By Brian Casey, AuntMinnie.com staff writer

October 19, 2018 -- It's OK for patients scheduled for radiation therapy to apply topical treatments such as skin cream in moderation before their procedures, according to a study published October 16 in JAMA Oncology. That's good news for the many patients who want to use skin cream to counter skin rashes or burns caused by radiation treatments.

One side effect of radiation therapy can be radiation dermatitis to areas of the skin crossed by the radiation beam. There are both over-the-counter and prescription skin treatments to give patients relief, but some of these products, such as silver sulfadiazine cream, contain heavy metals. As a result, clinicians for years have told patients to avoid skin creams before their procedures.

However, that advice may be outdated, according to researchers from Perelman School of Medicine at the University of Pennsylvania. They performed a study that analyzed how often patients were being told to avoid skin creams and also whether the advice was still warranted.

A group led by Dr. Brian Baumann distributed a survey to find out what percentage of providers were still advising their patients to avoid topical agents just before radiation treatments, as well as how many patients reported that they received that advice. In all, 91% of the 105 doctors and nurses who responded said they regularly tell patients not to use skin cream before their radiation treatments. With respect to patients, 83% of 133 respondents said they received the advice from their healthcare providers.

In the second phase of the study, the researchers wanted to measure whether skin creams really increased radiation dose to the skin. They based their measurements on optically stimulated luminescent dosimeters (OSLDs), which are commonly used to measure surface dose that is absorbed with each dose of radiation.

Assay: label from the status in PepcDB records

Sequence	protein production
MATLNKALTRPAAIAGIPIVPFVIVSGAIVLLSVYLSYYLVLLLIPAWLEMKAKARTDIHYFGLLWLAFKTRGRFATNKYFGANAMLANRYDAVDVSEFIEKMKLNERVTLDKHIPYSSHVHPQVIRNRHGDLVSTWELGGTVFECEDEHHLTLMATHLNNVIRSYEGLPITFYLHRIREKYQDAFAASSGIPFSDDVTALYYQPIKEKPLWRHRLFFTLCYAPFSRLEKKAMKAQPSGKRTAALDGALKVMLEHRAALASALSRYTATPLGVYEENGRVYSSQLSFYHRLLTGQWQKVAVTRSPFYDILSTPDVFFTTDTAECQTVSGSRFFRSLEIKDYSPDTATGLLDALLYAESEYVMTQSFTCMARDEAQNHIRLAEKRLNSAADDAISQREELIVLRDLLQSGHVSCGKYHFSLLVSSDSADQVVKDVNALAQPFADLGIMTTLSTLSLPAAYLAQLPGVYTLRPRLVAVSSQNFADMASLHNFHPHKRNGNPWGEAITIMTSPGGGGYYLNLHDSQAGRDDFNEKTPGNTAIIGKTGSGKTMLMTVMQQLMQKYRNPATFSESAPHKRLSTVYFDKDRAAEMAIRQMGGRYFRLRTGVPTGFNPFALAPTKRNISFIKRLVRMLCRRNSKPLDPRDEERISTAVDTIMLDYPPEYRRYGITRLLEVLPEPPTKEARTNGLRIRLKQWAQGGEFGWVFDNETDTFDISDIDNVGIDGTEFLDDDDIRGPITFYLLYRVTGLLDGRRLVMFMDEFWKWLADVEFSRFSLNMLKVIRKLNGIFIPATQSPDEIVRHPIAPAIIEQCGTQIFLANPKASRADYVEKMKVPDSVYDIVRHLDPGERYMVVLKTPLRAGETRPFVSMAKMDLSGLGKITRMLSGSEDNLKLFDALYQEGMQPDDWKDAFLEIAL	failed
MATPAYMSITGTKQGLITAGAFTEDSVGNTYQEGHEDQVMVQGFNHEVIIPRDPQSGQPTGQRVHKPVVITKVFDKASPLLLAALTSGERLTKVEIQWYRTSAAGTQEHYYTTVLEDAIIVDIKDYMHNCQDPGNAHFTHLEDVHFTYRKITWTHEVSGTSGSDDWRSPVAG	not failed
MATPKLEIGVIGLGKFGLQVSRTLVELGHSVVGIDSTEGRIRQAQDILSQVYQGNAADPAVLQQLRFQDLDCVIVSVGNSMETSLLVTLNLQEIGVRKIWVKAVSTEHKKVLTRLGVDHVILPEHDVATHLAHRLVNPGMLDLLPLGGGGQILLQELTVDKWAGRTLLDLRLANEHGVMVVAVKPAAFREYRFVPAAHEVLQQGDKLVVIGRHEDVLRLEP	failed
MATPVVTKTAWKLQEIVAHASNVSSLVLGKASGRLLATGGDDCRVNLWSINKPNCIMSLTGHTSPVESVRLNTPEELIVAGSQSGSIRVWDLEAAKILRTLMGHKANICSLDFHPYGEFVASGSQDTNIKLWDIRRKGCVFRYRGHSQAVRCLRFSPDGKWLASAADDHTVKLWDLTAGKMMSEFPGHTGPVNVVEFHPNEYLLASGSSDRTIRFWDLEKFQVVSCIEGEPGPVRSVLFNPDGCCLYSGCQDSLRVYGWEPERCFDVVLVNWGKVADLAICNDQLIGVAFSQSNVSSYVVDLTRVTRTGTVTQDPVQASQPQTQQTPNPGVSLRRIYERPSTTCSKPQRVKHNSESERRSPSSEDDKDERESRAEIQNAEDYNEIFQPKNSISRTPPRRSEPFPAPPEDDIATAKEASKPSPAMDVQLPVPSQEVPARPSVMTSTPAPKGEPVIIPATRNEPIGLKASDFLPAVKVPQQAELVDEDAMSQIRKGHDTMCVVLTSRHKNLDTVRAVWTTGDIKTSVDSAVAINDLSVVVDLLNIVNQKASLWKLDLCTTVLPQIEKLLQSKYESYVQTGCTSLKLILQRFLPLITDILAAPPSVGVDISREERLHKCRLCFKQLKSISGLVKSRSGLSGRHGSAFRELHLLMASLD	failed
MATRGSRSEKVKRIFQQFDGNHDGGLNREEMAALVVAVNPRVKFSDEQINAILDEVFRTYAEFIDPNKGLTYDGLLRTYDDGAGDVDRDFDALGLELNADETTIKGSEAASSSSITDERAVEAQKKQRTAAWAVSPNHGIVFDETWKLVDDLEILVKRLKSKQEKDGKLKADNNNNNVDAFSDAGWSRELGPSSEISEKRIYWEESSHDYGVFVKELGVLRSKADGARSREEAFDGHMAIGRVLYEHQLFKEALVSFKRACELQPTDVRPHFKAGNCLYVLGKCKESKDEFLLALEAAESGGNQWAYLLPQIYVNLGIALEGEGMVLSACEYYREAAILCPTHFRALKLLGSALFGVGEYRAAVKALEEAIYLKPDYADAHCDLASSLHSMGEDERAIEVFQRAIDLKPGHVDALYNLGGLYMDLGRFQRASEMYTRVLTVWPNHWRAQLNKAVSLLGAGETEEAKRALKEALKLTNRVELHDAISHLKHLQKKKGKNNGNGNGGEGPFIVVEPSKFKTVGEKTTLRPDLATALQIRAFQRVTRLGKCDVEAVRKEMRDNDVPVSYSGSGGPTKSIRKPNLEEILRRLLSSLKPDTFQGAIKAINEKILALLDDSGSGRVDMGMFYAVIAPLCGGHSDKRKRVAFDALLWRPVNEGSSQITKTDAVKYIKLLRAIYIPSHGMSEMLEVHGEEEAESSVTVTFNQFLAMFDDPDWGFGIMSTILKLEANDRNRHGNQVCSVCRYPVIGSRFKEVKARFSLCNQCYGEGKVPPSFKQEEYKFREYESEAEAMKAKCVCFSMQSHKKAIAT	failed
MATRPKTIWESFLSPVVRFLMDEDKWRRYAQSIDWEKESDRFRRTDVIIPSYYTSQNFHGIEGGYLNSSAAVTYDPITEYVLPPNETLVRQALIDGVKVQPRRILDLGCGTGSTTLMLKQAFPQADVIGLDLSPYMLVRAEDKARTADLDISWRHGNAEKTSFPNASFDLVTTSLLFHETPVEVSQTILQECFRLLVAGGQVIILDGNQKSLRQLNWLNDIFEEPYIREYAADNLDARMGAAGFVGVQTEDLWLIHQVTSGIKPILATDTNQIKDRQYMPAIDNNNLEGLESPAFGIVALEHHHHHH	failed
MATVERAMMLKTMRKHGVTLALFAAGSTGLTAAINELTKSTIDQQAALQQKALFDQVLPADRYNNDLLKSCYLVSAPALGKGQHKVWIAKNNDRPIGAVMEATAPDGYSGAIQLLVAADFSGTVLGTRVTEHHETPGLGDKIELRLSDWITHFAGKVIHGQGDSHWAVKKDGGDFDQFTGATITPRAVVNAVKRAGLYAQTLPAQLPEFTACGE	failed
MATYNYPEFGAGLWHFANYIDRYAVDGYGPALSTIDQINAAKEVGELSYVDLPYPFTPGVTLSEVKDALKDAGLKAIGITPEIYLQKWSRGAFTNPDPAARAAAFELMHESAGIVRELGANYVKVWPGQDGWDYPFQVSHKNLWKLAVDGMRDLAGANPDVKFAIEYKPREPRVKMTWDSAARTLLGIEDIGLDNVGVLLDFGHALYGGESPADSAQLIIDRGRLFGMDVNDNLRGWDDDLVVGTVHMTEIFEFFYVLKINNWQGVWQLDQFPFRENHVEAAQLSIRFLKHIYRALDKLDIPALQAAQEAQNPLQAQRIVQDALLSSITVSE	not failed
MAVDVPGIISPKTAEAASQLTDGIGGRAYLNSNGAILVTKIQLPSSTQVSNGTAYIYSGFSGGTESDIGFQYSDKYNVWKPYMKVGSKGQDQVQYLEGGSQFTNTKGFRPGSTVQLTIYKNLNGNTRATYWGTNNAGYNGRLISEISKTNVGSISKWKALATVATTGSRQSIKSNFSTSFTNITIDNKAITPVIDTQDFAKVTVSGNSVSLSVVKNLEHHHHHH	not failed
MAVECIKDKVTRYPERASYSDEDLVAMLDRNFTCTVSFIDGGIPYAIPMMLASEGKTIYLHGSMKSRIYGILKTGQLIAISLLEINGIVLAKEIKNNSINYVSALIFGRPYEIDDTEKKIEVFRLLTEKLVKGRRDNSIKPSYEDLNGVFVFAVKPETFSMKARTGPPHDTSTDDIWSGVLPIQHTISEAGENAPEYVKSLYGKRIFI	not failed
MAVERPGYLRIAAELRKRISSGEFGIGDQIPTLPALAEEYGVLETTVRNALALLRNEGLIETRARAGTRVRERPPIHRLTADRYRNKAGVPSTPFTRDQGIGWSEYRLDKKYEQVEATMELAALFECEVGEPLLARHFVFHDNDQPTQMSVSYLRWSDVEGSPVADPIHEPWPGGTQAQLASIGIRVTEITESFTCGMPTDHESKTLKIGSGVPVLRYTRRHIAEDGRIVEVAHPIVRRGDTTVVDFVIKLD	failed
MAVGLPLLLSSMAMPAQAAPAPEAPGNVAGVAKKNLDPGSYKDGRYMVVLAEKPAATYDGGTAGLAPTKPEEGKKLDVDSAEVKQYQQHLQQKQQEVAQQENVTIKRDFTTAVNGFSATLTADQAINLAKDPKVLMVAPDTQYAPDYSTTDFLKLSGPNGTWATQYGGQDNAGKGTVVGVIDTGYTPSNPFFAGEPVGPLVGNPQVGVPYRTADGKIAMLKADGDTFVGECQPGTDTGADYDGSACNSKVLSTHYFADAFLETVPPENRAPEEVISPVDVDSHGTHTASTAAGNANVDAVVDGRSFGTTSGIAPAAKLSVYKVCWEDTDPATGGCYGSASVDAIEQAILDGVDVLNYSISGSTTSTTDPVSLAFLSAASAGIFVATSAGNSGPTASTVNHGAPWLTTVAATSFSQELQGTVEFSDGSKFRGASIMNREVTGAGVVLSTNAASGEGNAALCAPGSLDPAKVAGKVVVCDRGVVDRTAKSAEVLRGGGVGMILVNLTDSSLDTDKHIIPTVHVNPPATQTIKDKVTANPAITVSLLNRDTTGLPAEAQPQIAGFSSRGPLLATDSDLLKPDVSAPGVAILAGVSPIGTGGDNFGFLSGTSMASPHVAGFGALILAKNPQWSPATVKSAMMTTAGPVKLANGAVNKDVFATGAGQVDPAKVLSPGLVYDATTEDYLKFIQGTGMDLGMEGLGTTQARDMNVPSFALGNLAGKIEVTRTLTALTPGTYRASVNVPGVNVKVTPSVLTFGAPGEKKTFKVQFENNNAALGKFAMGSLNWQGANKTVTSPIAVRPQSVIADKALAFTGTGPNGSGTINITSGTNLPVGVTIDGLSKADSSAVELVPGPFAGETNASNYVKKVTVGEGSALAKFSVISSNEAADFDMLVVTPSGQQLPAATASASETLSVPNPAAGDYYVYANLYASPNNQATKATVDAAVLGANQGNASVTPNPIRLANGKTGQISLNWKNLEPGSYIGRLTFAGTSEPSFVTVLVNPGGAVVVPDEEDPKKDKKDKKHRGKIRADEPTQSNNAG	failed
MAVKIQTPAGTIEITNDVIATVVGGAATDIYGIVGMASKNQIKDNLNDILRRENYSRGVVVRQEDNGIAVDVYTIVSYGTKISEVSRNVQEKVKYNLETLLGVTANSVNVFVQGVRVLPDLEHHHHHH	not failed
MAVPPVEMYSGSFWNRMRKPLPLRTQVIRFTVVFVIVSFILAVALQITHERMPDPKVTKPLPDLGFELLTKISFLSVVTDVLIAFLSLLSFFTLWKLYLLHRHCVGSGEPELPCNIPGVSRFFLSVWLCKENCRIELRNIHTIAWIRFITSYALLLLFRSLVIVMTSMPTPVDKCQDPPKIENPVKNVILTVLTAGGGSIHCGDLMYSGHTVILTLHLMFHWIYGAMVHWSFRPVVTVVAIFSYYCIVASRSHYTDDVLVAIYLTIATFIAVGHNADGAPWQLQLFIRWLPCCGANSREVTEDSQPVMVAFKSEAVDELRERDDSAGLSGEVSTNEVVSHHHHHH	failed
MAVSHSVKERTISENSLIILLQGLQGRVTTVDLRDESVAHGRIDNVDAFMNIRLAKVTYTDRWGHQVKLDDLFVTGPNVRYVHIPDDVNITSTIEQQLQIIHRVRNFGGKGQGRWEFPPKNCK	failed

They simulated the use of skin cream with three squares of paper:

  • One with nothing on it
  • One with a layer of Aquaphor, an over-the-counter petroleum-based ointment
  • One with silver sulfadiazine cream, a prescription-based cream

The squares were placed in the path of a radiation beam, and absorbed radiation dose was measured with the dosimeters. The experiment was also repeated by varying the degrees of thickness of the Aquaphor and silver sulfadiazine cream.

Baumann and colleagues found that there was no increase in absorbed radiation dose at the surface if a moderately thick layer of cream was applied. There was some increase with a very thick layer of the topical agent, leading them to advise that skin creams prior to radiation therapy procedures are OK if used in moderation.

"Based on the results of this study, the use of topical agents just before radiation therapy can be safely liberalized, which may improve quality of life for patients undergoing radiation therapy, but very thick applications of topical agents just before radiation therapy should still be avoided," Baumann said.


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